Tuesday, 26 June 2012

IPI´s Congress highlights criminal defamation laws in the Caribbean

The organization continues working for their abolition in the region 

By: Jewel Fraser

(Left to right) Toby Mendel, executive director, Centre for Law and Democracy, Canada; Wesley Gibbings, president, Association of Caribbean MediaWorkers, Trinidad and Tobago; Shena Stubbs, senior legal advisor/company secretary, The Gleaner Group of Companies, Jamaica; and Kwame Boafo, director and representative, UNESCO Kingston Cluster Office for the Caribbean (Photo by Stephen Doobay)

PORT OF SPAIN, June 26, 2012 - Alison Bethel McKenzie, executive director of the International Press Institute (IPI), told the audience at IPI 2012 World Congress that the 62-year-old press freedom organization had decided to campaign against criminal defamation laws in the Caribbean because “it can happen in short order here.”

Speaking at the session on “Colonial Legacies – Criminal Defamation in the Caribbean”, McKenzie said that discussion on repeal ing the criminal defamation laws was already well underway in the Caribbean and “so we are adding our voices to this push”. 

The session, chaired by Toby Mendel, executive director of the Centre for Law and Democracy in Canada, also heard from Kwame Boafa, UNESCO Kingston Cluster Office director; Wesley Gibbings, president of the Association of Caribbean Media Workers; and Shena Stubbs, senior legal advisor and company secretary of The Gleaner Group of Companies in Jamaica.

Stubbs reported that Jamaica was now looking at the wording of a bill that would repeal its criminal defamation laws. “I am cautiously optimistic that before the year is out…criminal libel will be no more in Jamaica,” she said. She noted that even though the law had rarely been used in recent times, it remained an impediment to freedom of expression and could still be used at any time against journalists and the common man. That threat should be removed, she said.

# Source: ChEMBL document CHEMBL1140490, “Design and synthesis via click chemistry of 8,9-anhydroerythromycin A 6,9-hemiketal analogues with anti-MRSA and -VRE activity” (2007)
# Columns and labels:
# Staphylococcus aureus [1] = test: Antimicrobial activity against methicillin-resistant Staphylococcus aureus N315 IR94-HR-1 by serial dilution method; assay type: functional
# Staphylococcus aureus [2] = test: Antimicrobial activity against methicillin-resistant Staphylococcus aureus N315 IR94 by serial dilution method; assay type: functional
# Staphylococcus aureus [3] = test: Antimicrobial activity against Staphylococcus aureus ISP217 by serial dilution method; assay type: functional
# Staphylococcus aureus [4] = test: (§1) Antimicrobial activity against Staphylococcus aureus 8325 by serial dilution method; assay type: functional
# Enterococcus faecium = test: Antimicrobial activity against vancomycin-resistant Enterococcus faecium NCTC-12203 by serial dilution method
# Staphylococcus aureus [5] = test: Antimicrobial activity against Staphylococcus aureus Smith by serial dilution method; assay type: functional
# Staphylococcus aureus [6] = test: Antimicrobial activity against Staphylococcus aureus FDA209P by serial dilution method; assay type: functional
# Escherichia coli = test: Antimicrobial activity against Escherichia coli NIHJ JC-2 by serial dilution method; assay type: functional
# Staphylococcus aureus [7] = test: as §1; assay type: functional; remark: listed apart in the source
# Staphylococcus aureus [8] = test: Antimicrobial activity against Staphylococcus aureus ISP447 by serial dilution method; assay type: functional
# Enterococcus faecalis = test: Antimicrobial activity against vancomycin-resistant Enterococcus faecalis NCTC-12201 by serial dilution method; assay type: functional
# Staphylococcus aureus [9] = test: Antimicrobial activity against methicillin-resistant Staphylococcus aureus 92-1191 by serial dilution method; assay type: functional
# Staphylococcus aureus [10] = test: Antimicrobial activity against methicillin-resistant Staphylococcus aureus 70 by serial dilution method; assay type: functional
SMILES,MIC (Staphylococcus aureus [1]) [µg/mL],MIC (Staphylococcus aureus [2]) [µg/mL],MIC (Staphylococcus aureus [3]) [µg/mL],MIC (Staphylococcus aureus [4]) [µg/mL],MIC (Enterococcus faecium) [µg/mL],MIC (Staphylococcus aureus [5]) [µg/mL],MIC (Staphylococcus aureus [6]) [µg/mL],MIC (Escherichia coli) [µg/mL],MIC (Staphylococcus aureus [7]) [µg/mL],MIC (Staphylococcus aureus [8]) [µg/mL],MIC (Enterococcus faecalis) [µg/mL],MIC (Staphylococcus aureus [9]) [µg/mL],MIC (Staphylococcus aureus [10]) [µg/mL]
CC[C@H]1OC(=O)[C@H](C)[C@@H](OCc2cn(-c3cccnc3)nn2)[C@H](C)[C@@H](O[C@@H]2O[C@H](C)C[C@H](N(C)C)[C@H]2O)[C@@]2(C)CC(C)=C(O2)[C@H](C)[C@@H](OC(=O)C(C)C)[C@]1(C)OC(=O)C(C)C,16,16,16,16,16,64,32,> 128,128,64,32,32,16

Gibbings agreed, saying that even though the chilling effect of these defamation laws in the Caribbean was relatively minor, it still existed as a factor affecting journalists and “the phenomenon of self-censorship is pervasive”.

UNESCO’s Boafo said that despite the continued existence of criminal defamation laws on the statute books of many Caribbean states—a legacy of colonialism, he noted-- a recent study on freedom of expression in the Caribbean and Latin America indicated that most of the Caribbean countries “fall under the category of a free press.” To achieve the repeal of such laws “you have to be persistent, you have got to be consistent and you have to get the support of civil society groups” and of international organizations such as IPI that advocate for freedom of expression, he said.

 
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